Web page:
I never sought to clear rumours or misunderstandings because my attempts had been feeble at best in the past. I never dated in high school or stole a kiss with the boy who had a massive crush on me, yet I was the most promiscuous girl in the entire school. At tutoring lessons and classes, I was always to be seen at the back of the class frenching different dudes. At Uni, I cheated on my first boyfriend with rich old men for money. At jobs in the past, I was that siren ladies warned their men about. I was vain and materialistic, and to get with me, you will risk your life. I was used to being infamous.

I chucked it up to me being a victim of life. Life just liked creating drama for me. None of it was my fault or avoidable. I made my peace with it. 

But you see, I was creating drama for myself, while simultaneously thinking I was living drama free and not worthy of anyone’s drama. Because no matter famous I was, I was also very lonely. I repeated negative narratives to myself every night as I sleep while rocking a bottle of gin waiting for the reprieve of sleep. I wanted to be a part of something so badly, so I kept attempting to fix things inside me that did not need fixing. What needed to be fixed was on the outside. There are many things you won’t have control over when you’re a force of nature, but you can get pulled into the whirlwind easily, and you end up being your own biggest weapon in the hands of those who seek to pull you down.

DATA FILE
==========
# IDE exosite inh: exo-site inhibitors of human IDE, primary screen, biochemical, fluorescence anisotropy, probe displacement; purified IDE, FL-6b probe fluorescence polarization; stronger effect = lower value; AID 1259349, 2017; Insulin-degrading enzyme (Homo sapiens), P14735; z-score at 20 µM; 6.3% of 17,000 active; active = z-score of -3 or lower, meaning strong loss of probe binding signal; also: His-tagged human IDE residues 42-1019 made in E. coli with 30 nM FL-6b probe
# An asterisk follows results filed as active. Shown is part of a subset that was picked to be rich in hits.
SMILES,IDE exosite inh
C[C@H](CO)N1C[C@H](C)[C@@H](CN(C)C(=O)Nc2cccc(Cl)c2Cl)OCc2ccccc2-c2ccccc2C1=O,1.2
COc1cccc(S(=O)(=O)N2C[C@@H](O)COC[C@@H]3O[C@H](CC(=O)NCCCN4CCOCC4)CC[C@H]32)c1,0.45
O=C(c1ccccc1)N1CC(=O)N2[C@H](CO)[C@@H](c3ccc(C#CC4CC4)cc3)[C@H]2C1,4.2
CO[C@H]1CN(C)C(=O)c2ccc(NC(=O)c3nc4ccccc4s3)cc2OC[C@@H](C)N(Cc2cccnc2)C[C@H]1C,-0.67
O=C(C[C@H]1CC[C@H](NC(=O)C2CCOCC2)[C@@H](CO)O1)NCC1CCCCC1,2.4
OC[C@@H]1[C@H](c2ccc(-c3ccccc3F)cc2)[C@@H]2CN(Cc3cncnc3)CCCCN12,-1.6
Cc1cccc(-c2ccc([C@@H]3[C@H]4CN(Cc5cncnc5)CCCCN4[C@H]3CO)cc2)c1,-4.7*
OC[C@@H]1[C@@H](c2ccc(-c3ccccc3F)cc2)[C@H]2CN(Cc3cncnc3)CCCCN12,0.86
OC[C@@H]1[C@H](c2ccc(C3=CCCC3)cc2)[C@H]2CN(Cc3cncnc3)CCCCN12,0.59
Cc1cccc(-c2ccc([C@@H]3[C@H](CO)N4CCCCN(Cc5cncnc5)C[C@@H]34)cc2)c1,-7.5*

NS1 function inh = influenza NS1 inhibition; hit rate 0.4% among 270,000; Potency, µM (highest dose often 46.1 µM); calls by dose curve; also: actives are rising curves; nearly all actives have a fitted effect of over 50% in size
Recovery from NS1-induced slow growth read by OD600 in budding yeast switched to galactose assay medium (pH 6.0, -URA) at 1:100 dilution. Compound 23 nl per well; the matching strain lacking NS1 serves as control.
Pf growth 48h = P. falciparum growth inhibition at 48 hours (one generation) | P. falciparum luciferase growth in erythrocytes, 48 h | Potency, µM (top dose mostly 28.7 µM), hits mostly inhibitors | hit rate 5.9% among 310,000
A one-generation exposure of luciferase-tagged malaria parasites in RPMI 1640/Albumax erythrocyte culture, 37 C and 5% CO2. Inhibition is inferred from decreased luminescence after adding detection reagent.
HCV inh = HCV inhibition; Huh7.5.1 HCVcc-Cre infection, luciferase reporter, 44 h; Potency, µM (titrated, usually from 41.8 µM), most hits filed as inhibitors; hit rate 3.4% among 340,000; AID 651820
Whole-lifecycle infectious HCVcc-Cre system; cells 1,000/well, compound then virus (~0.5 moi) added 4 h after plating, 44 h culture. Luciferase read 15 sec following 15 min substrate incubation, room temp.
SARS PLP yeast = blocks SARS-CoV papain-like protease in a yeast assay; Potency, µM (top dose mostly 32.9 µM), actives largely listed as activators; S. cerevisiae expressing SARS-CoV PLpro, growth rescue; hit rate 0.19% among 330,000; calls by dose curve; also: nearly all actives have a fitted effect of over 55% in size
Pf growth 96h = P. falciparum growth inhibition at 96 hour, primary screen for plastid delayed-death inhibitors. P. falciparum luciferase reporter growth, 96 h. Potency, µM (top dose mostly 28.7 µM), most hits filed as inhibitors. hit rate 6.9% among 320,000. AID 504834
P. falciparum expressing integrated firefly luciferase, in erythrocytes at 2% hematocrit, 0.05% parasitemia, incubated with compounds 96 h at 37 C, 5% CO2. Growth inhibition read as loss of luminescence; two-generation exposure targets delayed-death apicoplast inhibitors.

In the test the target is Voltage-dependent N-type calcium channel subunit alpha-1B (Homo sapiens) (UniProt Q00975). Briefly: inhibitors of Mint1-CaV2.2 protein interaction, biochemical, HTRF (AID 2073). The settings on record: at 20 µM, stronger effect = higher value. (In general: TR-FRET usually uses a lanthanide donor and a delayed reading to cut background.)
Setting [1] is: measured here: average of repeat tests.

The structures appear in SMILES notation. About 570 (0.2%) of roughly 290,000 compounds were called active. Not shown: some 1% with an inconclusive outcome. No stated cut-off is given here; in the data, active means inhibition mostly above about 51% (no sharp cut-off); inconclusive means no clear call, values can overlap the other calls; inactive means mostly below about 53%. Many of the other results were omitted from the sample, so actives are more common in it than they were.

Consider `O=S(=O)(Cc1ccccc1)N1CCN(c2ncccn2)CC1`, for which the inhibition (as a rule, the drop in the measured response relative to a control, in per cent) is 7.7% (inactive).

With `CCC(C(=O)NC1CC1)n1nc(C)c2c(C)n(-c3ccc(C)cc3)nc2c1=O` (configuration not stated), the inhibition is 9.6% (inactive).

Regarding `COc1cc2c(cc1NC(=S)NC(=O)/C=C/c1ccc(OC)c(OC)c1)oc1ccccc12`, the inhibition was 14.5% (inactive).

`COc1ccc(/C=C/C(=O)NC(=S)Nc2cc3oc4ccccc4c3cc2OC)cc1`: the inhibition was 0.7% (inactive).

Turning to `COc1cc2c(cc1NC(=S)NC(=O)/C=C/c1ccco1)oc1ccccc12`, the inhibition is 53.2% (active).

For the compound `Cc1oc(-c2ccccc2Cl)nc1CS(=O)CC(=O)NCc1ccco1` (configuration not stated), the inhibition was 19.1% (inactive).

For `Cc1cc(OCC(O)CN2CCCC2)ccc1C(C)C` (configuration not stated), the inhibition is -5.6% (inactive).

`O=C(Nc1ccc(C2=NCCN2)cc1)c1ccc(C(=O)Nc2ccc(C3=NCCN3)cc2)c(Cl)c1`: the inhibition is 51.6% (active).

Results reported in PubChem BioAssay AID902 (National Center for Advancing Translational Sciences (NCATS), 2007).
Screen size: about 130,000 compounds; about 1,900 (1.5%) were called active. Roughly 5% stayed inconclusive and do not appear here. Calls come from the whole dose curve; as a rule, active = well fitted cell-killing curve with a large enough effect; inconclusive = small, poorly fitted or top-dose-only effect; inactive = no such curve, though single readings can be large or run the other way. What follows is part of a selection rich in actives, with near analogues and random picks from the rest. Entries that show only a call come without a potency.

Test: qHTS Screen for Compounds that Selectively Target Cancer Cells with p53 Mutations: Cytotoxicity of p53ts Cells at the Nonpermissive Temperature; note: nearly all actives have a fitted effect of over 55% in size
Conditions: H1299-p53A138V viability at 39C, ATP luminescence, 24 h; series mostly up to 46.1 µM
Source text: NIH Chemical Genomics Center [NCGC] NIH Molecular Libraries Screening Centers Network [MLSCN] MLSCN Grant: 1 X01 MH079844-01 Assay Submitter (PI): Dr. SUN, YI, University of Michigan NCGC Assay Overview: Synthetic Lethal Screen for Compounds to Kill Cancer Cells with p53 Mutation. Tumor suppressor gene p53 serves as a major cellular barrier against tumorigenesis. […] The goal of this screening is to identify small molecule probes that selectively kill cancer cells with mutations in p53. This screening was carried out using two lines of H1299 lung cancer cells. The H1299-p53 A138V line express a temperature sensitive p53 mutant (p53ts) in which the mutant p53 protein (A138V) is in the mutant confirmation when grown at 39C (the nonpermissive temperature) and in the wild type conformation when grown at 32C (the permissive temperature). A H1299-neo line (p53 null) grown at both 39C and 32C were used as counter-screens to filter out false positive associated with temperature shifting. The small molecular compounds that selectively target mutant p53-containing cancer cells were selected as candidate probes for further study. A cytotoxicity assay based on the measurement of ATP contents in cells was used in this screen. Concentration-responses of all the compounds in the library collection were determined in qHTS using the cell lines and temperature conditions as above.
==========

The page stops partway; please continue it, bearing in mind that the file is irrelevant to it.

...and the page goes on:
Sometimes I still find myself mimicking people, guffawing at barely funny jokes, and saying by reflex “let’s hang out soon”. But I am catching myself halfway now and standing firm in not befriending every tom dick and harry. I save my excitement and energy for the gym, and other exhausting compulsory life stuff.

“Once you embrace your value, talents and strengths, it neutralizes when others think less of you.”
― Rob Liano

While I hardly visit the past anymore, I will ponder on it still, to ensure I don’t repeat the same mistakes.

So if you’re looking for me now, you’ll find me in my house; hunched over my laptop or tablet, while acting like I don’t know why I have back pains. Watching K-drama and living vicariously through soft men who would refuse to eat if their woman doesn’t reply to their text. Learning to sink further into new personalities that are emerging for me, including the loner type. Existing slow and steadily. Because after years and years of thinking the solution for life was to not exist, I may just accidentally live till I’m 90, and I refuse to do life stressed and anxious, waiting for life to stop being mean to me.

“The moment you become friends with your inner self, you realize that the failures or hindrances that you met earlier were caused more by your disconnected status with your inner being.”
― Stephen Richards